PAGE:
Published: Kem. Ind. 53 (4) (2004) 167–174
Paper reference number: KUI-42/2002
Paper type: Review
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Some Questions About Copper Extraction in Pre-Industrial Metallurgy
The modern methods of non-ferrous metal production from ores are not convinient for describing the extraction processes of these metals in past. Modern method for copper, described by processes from (1) to (5), could not be applied with simple furnaces used through the long history of metallurgy. The simple methods for reduction sulphide minerals of copper (chalcolite, covelin, and probably some sulphides with higher ratio of Cu to Fe that still has to be determinated by archeometallurgical experiments) to metal are described by reactions from (6) to (12) and could be provided in simple open hearths as such in fig. 1. These methods are known as roast – reaction. But for copper extraction in the past another mineral has to be considered; that was, as it is today, the mineral chalcopyrite. The extraction of copper from it by the method considering reactions above could be hardly possible because of sulphidization of copper during smelting by iron sulphide or, if repetitive smelting is considered as another option, because of the separation problems due to the low temperature in primitive furnaces. This could be explained by physical properties of principal products of smelting in table 1. So, metalurgist of the past would be in better position by applying the method of full oxidation of sulphide ore (“dead roasting”) and reduction of oxides by carbon to the metal. As it is shown in table 2, the partial pressure of CO for copper oxide reduction is much lower than for iron oxides (also present in roasted ore) which allow the extraction of copper and remaining the most of iron in oxide state. The devices for roasting the ores (for medižval time known from the pictures but probably very similar in ancient time), are shown in fig. 2. The history of metallurgy shows certain paradigm of metal extraction for major metals: for iron and copper (fig .3) which could be explained by low level of equipment during the most of the time. That does not oppose to the considerable amount of expiriences and discoveries of various metal obtaining processes that were accumulated during the long period of time.The change of paradigm (fig. 4) came with the technical development of metallurgical equipment in the late mediavel era, of which some transitional devices are shown in fig. 5 and fig. 6.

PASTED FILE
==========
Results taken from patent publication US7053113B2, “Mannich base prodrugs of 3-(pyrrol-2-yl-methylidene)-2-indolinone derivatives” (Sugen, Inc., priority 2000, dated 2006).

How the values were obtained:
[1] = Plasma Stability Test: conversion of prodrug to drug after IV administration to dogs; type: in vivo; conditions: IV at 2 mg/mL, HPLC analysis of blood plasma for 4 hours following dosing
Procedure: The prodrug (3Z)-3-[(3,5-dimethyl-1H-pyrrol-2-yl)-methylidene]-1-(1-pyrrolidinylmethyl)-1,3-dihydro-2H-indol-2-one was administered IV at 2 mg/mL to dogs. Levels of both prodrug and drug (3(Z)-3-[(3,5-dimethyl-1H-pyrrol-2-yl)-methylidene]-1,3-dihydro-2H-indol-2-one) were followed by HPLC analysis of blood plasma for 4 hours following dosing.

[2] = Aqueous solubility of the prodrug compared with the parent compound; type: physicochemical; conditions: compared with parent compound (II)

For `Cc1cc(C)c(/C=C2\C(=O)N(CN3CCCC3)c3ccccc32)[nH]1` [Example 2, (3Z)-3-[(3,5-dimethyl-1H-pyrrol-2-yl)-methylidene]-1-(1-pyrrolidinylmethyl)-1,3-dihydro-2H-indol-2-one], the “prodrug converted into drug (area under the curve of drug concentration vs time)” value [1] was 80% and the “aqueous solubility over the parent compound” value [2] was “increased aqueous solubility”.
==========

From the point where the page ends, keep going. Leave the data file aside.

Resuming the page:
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copper, extraction processes, archeometallurgy, sulphide ores, roasting to oxides, selective reduction, roast reaction, matte